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Ashley Kannan eNotes educator| Certified Educator

I think that it is going to be a challenge to argue that Huck fully embodies or represents racism.  I certainly think that Huck represents some elements of his society that is racist.  This is not a reflection on Huck being racist as much as being reflective of a racist society.  Huck believes people of color to being property and not being a full human being.  The ability to perceive an individual on the basis of color or ethnicity as being the sole construction of identity is a part of the racist element in Huck's society.  To an extent, Huck's embrace or absorption of this could be seen as racist.  The challenge you will find is that Huck does turn his back on slavery and does take an active role in rejecting slavery and rejecting racism.  I think that this is where the largest challenge in Huck representing racism will be evident.  If one argues that Huck is racist, it would only take place in a small section of his overall trajectory.  In this light, one would have to argue that while there are moments where Huck could be seen as racist, the overall arc of his characterization is one where he rejects society's racism in his stand against it and in freeing Jim.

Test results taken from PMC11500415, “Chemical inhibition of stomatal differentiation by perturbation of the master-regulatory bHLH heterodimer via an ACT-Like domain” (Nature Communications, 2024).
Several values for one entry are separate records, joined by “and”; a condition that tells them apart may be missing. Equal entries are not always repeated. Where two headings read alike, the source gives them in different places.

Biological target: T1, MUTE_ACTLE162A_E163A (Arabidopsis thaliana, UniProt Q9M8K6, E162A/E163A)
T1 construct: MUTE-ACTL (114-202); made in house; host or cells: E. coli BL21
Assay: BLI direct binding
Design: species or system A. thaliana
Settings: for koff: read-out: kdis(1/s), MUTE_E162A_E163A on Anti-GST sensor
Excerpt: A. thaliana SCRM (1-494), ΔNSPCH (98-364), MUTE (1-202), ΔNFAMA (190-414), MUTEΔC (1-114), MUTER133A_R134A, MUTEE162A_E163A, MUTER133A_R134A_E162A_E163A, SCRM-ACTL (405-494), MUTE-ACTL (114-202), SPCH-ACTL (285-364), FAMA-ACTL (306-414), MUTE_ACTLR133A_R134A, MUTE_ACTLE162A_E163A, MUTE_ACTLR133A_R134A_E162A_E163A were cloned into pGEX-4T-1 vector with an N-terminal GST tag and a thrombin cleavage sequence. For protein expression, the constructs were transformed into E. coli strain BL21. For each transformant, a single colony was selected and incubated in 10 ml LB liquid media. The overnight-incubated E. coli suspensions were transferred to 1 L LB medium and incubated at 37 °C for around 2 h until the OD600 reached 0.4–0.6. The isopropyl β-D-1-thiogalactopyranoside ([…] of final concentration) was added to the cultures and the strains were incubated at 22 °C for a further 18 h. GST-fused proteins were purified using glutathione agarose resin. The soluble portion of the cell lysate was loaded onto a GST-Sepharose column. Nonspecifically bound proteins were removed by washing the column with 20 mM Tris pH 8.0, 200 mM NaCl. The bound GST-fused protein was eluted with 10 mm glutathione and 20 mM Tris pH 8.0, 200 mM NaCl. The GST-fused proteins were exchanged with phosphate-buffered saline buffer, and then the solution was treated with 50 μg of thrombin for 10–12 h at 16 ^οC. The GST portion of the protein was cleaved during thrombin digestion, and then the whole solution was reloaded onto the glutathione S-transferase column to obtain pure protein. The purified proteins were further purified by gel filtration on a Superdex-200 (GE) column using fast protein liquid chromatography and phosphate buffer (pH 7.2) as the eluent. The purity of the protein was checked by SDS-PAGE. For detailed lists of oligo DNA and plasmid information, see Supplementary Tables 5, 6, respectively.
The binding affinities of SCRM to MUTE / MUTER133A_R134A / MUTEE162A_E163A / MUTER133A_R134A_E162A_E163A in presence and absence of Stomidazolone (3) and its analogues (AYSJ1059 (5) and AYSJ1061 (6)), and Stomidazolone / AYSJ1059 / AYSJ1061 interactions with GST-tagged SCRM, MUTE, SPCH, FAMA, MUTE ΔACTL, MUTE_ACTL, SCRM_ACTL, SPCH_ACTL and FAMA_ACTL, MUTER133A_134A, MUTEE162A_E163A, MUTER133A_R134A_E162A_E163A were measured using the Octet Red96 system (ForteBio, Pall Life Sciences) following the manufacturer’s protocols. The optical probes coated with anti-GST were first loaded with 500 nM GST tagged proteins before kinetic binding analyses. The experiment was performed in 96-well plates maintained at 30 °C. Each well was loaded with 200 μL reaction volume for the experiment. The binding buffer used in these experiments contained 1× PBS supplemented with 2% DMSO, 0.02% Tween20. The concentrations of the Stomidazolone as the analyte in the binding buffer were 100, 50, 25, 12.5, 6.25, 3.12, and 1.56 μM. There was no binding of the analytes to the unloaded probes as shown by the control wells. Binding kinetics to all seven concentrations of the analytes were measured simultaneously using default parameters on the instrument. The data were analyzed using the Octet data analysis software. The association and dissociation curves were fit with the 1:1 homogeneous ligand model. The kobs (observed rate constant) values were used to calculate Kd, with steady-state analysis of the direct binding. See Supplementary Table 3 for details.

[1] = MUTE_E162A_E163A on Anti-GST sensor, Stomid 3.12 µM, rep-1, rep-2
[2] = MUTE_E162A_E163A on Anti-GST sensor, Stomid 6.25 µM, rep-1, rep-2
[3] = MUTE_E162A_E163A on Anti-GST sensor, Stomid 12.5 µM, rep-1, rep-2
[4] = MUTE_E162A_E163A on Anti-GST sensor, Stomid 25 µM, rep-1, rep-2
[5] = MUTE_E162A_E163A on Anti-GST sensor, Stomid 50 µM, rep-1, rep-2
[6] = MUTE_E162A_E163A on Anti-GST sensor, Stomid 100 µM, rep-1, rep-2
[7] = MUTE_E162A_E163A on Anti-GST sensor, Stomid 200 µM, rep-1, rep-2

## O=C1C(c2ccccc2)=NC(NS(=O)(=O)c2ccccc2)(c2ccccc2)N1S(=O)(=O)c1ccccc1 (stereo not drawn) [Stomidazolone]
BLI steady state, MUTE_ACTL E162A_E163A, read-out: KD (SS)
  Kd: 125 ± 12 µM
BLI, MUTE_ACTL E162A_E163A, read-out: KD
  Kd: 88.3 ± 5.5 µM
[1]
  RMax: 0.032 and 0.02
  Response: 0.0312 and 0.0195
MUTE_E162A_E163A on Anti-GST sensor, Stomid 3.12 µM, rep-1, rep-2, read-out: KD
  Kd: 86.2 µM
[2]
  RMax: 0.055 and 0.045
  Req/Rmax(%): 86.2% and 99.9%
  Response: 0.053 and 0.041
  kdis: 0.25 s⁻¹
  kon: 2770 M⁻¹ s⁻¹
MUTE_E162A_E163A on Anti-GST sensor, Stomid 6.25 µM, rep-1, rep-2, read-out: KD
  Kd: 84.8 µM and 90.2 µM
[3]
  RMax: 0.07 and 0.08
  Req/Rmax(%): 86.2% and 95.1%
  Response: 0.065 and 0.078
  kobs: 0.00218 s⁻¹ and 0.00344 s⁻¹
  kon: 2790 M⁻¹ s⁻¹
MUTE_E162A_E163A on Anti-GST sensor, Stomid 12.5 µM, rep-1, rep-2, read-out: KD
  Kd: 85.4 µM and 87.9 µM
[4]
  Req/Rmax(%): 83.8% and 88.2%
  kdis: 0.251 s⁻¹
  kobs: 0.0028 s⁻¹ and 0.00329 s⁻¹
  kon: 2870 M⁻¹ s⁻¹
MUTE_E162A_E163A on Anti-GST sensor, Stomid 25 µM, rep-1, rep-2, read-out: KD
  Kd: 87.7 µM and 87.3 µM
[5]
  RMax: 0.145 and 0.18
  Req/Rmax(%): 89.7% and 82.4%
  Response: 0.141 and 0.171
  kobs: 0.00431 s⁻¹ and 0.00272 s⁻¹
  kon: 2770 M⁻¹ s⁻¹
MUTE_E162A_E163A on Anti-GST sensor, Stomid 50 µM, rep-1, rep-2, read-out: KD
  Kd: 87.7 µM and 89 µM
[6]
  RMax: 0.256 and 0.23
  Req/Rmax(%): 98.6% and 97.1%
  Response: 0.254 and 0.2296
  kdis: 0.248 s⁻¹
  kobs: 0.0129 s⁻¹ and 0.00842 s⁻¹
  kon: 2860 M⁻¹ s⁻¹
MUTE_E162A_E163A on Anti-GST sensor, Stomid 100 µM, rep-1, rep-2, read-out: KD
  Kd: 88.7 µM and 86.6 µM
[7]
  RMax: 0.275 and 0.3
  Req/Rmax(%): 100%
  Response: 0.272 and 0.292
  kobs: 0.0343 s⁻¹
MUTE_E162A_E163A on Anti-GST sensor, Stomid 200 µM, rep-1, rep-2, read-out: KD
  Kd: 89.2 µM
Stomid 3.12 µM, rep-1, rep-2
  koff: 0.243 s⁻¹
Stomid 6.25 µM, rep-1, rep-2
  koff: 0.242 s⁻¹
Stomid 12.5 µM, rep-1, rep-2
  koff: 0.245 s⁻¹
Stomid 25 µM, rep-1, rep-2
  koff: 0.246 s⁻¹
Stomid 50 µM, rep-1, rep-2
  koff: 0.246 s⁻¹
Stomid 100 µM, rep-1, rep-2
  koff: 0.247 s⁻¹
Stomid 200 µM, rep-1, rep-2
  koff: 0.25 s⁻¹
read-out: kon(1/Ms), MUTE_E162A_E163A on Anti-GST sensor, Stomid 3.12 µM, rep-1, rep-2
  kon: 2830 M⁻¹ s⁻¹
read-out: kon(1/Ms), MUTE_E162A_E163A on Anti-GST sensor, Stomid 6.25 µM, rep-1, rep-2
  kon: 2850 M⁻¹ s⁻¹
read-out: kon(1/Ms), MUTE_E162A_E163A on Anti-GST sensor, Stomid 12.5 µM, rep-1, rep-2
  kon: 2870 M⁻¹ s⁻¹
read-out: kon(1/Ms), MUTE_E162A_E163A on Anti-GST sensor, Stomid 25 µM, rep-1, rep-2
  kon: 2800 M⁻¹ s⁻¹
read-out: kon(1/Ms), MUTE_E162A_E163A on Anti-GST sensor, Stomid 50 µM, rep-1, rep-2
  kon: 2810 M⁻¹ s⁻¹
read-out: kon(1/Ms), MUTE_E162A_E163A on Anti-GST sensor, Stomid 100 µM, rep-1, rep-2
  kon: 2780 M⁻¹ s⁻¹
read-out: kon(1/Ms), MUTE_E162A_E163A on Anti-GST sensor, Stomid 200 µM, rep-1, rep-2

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The Adventures of Huckleberry Finn

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